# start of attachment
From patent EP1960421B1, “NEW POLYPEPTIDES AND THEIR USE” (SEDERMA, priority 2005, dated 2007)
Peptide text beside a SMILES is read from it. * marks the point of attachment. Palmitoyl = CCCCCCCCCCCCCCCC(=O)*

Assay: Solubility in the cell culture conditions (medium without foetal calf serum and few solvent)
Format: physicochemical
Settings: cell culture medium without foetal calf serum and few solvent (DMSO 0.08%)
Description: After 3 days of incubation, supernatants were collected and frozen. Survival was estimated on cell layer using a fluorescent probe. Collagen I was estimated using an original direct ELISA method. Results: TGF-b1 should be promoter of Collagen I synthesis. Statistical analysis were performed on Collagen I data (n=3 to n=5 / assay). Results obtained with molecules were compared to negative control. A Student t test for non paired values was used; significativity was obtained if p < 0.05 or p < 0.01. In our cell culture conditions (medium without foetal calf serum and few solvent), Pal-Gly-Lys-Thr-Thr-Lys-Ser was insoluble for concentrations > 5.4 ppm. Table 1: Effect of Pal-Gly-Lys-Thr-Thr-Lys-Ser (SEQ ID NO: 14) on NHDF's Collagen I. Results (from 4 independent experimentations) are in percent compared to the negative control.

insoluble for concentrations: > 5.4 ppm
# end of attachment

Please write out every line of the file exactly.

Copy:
From patent EP1960421B1, “NEW POLYPEPTIDES AND THEIR USE” (SEDERMA, priority 2005, dated 2007)
Peptide text beside a SMILES is read from it. * marks the point of attachment. Palmitoyl = CCCCCCCCCCCCCCCC(=O)*

Assay: Solubility in the cell culture conditions (medium without foetal calf serum and few solvent)
Format: physicochemical
Settings: cell culture medium without foetal calf serum and few solvent (DMSO 0.08%)
Description: After 3 days of incubation, supernatants were collected and frozen. Survival was estimated on cell layer using a fluorescent probe. Collagen I was estimated using an original direct ELISA method. Results: TGF-b1 should be promoter of Collagen I synthesis. Statistical analysis were performed on Collagen I data (n=3 to n=5 / assay). Results obtained with molecules were compared to negative control. A Student t test for non paired values was used; significativity was obtained if p < 0.05 or p < 0.01. In our cell culture conditions (medium without foetal calf serum and few solvent), Pal-Gly-Lys-Thr-Thr-Lys-Ser was insoluble for concentrations > 5.4 ppm. Table 1: Effect of Pal-Gly-Lys-Thr-Thr-Lys-Ser (SEQ ID NO: 14) on NHDF's Collagen I. Results (from 4 independent experimentations) are in percent compared to the negative control.

insoluble for concentrations: > 5.4 ppm